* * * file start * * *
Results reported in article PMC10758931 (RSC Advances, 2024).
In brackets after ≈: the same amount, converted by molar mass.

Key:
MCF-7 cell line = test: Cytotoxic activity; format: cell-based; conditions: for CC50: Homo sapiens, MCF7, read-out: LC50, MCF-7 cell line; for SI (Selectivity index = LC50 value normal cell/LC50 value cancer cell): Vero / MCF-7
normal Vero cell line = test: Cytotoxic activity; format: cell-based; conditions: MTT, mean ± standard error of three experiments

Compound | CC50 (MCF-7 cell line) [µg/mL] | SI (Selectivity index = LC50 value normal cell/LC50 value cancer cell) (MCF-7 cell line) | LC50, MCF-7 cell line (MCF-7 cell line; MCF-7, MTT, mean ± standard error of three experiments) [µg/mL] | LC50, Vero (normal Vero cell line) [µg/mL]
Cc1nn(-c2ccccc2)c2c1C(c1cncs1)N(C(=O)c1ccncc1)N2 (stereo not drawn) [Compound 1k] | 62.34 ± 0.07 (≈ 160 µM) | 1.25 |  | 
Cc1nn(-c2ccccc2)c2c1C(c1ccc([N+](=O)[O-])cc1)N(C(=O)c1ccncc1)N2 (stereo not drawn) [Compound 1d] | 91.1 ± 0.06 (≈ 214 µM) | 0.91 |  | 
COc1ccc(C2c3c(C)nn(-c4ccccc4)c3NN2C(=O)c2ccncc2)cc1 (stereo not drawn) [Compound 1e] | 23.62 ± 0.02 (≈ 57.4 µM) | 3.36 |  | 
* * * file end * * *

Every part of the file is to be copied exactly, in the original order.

Results reported in article PMC10758931 (RSC Advances, 2024).
In brackets after ≈: the same amount, converted by molar mass.

Key:
MCF-7 cell line = test: Cytotoxic activity; format: cell-based; conditions: for CC50: Homo sapiens, MCF7, read-out: LC50, MCF-7 cell line; for SI (Selectivity index = LC50 value normal cell/LC50 value cancer cell): Vero / MCF-7
normal Vero cell line = test: Cytotoxic activity; format: cell-based; conditions: MTT, mean ± standard error of three experiments

Compound | CC50 (MCF-7 cell line) [µg/mL] | SI (Selectivity index = LC50 value normal cell/LC50 value cancer cell) (MCF-7 cell line) | LC50, MCF-7 cell line (MCF-7 cell line; MCF-7, MTT, mean ± standard error of three experiments) [µg/mL] | LC50, Vero (normal Vero cell line) [µg/mL]
Cc1nn(-c2ccccc2)c2c1C(c1cncs1)N(C(=O)c1ccncc1)N2 (stereo not drawn) [Compound 1k] | 62.34 ± 0.07 (≈ 160 µM) | 1.25 |  | 
Cc1nn(-c2ccccc2)c2c1C(c1ccc([N+](=O)[O-])cc1)N(C(=O)c1ccncc1)N2 (stereo not drawn) [Compound 1d] | 91.1 ± 0.06 (≈ 214 µM) | 0.91 |  | 
COc1ccc(C2c3c(C)nn(-c4ccccc4)c3NN2C(=O)c2ccncc2)cc1 (stereo not drawn) [Compound 1e] | 23.62 ± 0.02 (≈ 57.4 µM) | 3.36 |  | 